The historian and Knesset member Michael Oren accuses the president of distancing the U.S. from Israel, and calls out left-wing Jews and Israel’s Jewish critics in the American press.
In a recent post, I suggested that the intervention of two men, the former U.S. national security advisor Tom Donilon and the former Israeli ambassador to the United States, Michael Oren, might help improve the dysfunctional relationship between the Obama administration and the government of Israeli Prime Minister Benjamin Netanyahu.
At the time I wrote this, both men had reputations as people who were concerned about preserving the extraordinarily complicated, and extraordinarily close, U.S.-Israel relationship, and both had spent a good deal of time calming the waters between Obama and Netanyahu. Today, Donilon maintains that reputation. As for Oren …
Put it this way: If Goldblog readers would allow me to withdraw the suggestion, I’d be much obliged. Oren has created a new role for himself: acid critic of the Obama administration and of left-leaning American Jews (especially in the press and in the White House) who, he believes, are trading on their Jewishness when they criticize Israel. Oren’s critique, at its heart, is simple: Obama, in part because he wanted to reconcile the U.S. with the “Muslim world” (a very large, ill-defined, and politically complicated concept, in Oren’s mind), decided to distance the United States from Israel; to surprise Israel by altering U.S. Middle East policy without prior notice; and to negotiate with Israel’s most potent enemy without alerting Israeli leaders.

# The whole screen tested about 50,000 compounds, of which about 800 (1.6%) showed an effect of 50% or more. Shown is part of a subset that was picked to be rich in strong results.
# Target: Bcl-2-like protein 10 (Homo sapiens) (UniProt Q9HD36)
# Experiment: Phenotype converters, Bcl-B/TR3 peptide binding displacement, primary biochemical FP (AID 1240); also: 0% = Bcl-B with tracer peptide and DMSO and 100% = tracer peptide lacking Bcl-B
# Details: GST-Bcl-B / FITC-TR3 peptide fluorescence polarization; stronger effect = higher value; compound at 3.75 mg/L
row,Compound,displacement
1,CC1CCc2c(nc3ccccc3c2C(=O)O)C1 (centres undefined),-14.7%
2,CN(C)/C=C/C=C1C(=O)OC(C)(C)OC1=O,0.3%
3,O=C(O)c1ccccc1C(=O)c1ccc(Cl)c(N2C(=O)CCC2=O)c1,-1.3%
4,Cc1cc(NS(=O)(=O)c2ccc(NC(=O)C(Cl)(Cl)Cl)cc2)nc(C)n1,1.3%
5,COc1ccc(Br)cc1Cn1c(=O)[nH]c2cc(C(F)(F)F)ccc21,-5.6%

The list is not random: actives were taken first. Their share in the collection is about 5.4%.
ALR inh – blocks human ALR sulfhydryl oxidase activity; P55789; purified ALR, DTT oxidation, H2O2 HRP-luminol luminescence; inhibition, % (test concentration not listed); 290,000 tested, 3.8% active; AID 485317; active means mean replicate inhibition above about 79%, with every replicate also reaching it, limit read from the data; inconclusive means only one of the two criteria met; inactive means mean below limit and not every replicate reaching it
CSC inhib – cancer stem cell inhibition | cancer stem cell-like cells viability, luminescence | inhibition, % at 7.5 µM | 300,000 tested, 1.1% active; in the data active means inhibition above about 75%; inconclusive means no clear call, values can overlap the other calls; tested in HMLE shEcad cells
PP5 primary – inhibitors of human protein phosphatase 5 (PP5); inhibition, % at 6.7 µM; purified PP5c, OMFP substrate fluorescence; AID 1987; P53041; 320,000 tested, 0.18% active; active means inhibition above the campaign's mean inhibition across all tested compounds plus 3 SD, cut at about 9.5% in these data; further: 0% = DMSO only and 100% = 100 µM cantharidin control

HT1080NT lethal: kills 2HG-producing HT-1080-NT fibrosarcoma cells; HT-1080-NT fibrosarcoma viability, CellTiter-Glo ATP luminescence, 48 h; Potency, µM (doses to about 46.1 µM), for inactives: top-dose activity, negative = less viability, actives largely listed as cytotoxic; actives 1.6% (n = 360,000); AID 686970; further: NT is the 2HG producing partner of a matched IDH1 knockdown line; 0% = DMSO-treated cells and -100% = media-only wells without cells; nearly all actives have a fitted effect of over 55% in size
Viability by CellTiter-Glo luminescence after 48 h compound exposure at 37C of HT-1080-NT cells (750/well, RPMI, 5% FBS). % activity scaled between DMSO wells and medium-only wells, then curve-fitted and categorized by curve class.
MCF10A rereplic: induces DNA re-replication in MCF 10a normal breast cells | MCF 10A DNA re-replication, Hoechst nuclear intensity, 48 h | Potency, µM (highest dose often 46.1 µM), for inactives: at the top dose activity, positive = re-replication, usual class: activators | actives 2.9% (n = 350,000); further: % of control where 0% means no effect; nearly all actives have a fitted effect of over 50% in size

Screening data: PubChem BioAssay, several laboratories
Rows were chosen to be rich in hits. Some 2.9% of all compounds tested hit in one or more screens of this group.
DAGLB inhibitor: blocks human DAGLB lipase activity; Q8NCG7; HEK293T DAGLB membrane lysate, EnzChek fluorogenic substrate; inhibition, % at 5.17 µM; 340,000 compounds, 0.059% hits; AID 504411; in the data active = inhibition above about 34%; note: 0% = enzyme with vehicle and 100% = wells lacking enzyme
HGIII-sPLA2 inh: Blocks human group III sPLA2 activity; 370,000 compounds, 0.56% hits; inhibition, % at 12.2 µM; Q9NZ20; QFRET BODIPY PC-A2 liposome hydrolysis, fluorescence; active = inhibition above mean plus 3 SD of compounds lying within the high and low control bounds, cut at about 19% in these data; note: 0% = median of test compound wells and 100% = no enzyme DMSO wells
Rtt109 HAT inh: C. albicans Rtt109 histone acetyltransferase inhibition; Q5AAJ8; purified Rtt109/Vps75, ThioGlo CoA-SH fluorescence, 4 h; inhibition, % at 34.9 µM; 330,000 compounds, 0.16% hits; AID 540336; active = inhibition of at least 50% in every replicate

The question is at the center of the Greek crisis.
In 1961, the economist Robert Mundell published a paper laying out, per the title, “A Theory of Optimum Currency Areas.” In it, he inquired about the appropriate geographic extent of a shared unit of money. Was it the world? A country? Part of a country? A border-spanning region of, say, the western parts of the United States and Canada, with a separate currency circulating in the eastern parts of the two countries?
“It might seem at first that the question is purely academic,” he wrote, “since it hardly seems within the realm of political feasibility that national currencies would ever be abandoned in favor of any other arrangement.” But it was worth considering anyway, in part because “certain parts of the world are undergoing processes of economic integration and disintegration,” and an idea of what an “optimum currency area” would look like could help “clarify the meaning of these experiments.”